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The Mariners aren't going to make any trades that make you happy

Everyone loves a sexy trade deadline deal. The Mariners are not going to make one of those.

Joe Nicholson-USA TODAY Sports

The trade deadline is in four days. It's on July 31st every year, but this year it's on Sunday and apparently Branch Rickey made the rules around the trade deadline or something, so NO TRADES ON THE SABBATH, and this year's deadline falls on August 1st. The Mariners have a team within spitting distance of the playoffs, and a general manager who has shown the ability and willingness to shake up a roster in his short time on the job. With an aging core nearing the window of any semblance of contention, this feels like a chance for Jerry Dipoto to make a splash.

Well, I'm terribly sorry to tell/remind you, but that's just not going to happen. The Mariners may very well make more deals between now and Monday, but I'd be willing to wager, say, a Safeco Happy Hour beer that the team doesn't acquire someone you're currently thinking you'd like them to acquire. This article isn't meant to be comprehensive, or in depth, but here's a few reasons why:

1. The Mariners' thin farm system necessitates that any player acquired at the cost of a premium prospect has to be an elite player. There is no excess of talent from which to deal, despite the farm's improvement this year. If a player is going to cost Tyler O'Neill, Kyle Lewis, or some other wait no those are the team's only Top 100 prospects, then whomever they get back needs to offer a massive improvement over whatever the team's in house options are. Jay Bruce, despite prospect pedigree, and a nice offensive season, simply does not offer that.

2. In addition to the cost to acquire, the Mariners playoff odds are, at best, probably somewhere around 1 in 4. This isn't a situation where Billy Beane is going crazy adding Jon Lester and Jason Hammel to push the playoffs in 2014 (whoops). This is a team that needs multiple factors to fall exactly its way over the season's final two months to even have something to play for by season's end. While Mariner fans as a whole are desperate to make the playoffs (and believe you me, do I ever understand), this simply isn't the season to spend the farm in a desperate grab at a one-game playoff.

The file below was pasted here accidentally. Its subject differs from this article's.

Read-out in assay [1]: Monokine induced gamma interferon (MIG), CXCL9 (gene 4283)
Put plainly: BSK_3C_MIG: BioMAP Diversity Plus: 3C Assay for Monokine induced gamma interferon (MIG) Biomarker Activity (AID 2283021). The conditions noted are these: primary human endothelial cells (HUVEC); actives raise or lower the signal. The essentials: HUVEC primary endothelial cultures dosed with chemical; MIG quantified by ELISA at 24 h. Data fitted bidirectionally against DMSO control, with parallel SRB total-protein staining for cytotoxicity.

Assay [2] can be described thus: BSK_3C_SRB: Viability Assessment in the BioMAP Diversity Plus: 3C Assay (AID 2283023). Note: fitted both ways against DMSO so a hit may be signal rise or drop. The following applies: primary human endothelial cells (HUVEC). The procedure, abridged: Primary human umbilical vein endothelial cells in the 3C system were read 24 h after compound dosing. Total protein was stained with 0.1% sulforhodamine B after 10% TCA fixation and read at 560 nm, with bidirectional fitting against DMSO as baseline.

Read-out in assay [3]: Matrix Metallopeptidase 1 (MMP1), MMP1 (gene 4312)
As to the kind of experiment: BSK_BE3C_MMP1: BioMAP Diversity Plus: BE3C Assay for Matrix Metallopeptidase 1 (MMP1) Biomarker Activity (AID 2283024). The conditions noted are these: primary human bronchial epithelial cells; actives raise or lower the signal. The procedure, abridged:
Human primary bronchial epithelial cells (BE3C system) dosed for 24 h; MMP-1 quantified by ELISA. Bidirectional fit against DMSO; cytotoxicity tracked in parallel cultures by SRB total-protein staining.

3. The Mariners' primary playoff competition is probably the AL West. Despite being six games out for the division instead of four and a half in the Wild Card, Seattle trails only two teams to win the division, rather than four for the Wild Card. Houston and Texas are both active in trade talks, and both organizations bursting at the seems with major and minor league talent. Any halfway decent trade partner the Mariners may attempt to strike a deal with will most likely attempt to use them as leverage to acquire a richer package from the Astros or Rangers. Again, there just isn't that much desirable in Seattle that the team can give up without robbing Peter to pay Paul.

4. Jerry Dipoto's admittedly small track record in Seattle indicates he has no interest in paying a premium, be it talent or money, to acquire talent. His entire offseason was dominated by a philosophy centered around buying low in bulk, and hoping to sift out enough bounce back candidates to fill in the roster's holes. That has continued through the season, all the way up to this week with the acquisition of former Blue Jays closer Drew Storen. No good executive sticks to the same, narrow player acquisition model, but when Dipoto's preference for dumpster diving is held in concert with the points 1-3 of this article, it's hard to see him breaking form now.


I do think the Mariners have one or two more moves in store before Monday, and I wouldn't at all be surprised to see them vulture all over the August trade period, when players must first clear waivers before they can be traded. But the kinds of players acquired aren't going to appreciably shift the balance of power in the AL playoff race. This team is largely going to be what it is, and they will succeed or fail based on the Seager/Cano/Cruz, dinger-crazed offense that has carried them this far.

The time may come when a Jerry Dipoto team is dealing from a talent-rich farm system, and attempting to put the finishing touches on a World Series contender. 2016 is not that year, however. This year the Mariners are largely stuck hoping what they have is enough for one final hot stretch. If you disagree that's fine, let me know. I'll be at a game soon, and I can drink a lot of beer.